Mediation Results in a contract agreed on by both parties. This contract is binding and can then be enforced.
Mediation is fitted for Cyberspace Disputes because it is fast, cost effective and avoids jurisdiction issues. That said, Mediation may not be the best choice for Disputes arising solely out of Cyberspace. The Mediation process usually requires physical presence of all parties in front of the meditator. This process cannot be easily translated to a use electronic communication.
Nevertheless, there have been successfull attempts at "Virtual Mediation", most notably the Online Ombuds Office. The Office handles a number of disputes effectively without the parties ever meeting in person, but is no longer operating. Traditional face-to-face Mediation as conducted by the WIPO and other organizations is still the most common form.
Much like mediation, both parties must consent to arbitration. Furthermore, arbitration encapsulates the advantages of mediation in that arbitration also provides confidentiality, ease, and affordability to the involved parties. However, unlike mediation, arbitration offers a binding resolution upon the involved parties. Arbitration is the form of ADR most akin to a traditional court proceeding, with simplified procedural rules and usually the ability of the Arbitrator(s) to decide on reasons of equity.
The following overview shows an example the process of an Arbitration proceeding as conducted by the WIPO. Read more about the WIPO's Arbitration process.
Arbitration is generally more time and money effective than a traditional court proceeding. An Arbitration proceeding is generally faster than a court proceeding. For example, a WIPO Arbitration takes less than 9 months. An expedited Arbitration proceeding with shorter time frames for the filing of documents can conclude in less than 3 months.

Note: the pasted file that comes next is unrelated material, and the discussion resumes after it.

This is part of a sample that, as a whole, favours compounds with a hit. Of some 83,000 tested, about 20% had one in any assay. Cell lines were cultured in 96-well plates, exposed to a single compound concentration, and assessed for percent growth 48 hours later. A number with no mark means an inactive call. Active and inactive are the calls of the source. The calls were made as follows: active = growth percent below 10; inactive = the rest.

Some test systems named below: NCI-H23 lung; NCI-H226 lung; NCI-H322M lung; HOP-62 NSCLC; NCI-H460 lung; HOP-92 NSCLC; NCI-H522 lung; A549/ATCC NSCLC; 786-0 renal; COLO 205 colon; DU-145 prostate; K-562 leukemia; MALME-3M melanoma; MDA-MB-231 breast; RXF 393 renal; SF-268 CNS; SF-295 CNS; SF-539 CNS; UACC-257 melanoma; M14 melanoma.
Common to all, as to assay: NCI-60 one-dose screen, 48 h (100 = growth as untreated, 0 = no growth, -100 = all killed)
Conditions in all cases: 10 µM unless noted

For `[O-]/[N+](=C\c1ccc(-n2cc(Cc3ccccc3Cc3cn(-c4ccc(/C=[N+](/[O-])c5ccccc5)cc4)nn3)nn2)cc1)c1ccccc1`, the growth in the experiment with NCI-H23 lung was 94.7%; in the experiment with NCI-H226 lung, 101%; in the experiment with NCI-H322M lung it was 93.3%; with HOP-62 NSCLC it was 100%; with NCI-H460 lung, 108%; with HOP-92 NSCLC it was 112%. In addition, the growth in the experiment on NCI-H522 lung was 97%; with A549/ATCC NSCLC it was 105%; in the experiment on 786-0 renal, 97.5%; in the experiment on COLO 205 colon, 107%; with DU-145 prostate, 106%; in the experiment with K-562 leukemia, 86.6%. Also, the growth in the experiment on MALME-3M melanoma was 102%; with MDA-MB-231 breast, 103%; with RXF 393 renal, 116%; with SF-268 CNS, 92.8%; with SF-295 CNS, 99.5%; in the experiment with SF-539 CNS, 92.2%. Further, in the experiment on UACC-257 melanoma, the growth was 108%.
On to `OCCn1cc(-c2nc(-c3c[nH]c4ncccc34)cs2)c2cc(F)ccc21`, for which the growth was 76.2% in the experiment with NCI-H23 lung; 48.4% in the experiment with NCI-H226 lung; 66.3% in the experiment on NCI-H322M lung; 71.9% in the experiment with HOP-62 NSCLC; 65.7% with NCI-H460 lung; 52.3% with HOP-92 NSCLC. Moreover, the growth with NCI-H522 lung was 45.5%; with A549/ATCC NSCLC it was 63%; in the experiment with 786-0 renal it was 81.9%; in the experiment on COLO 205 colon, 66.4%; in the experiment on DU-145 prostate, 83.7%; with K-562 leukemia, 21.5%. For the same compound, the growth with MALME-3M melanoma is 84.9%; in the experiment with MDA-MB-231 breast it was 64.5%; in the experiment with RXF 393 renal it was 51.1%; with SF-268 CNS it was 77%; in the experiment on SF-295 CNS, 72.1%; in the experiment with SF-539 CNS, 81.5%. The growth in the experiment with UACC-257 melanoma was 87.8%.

Arbitration has the benefit of being far more cost effective than traditional litigation. For example, to ensure that costs are proportional to the dispute at hand, WIPO has a graduated fee schedule which is available at their website. In comparison to Mediation, however, Costs can be significantly higher due to the fact that significant lawyers fees are incurred by dicovery procedures and presentation in front of the tribunal.
The Convention on the Recognition and Enforcement of Foreign Arbitral Awards of 1958, member states are required to give effect to the decisions of international arbitration panels. At this date, over 140 nations, including the United States have signed on to this treaty. Further, in the United States, Section 2 of the Federal Arbitration Act recognizes that U.S. courts shall enforce the awards of arbitration tribunals, except where traditional forms of contract law (e.g., duress) might traditionally excuse enforcement.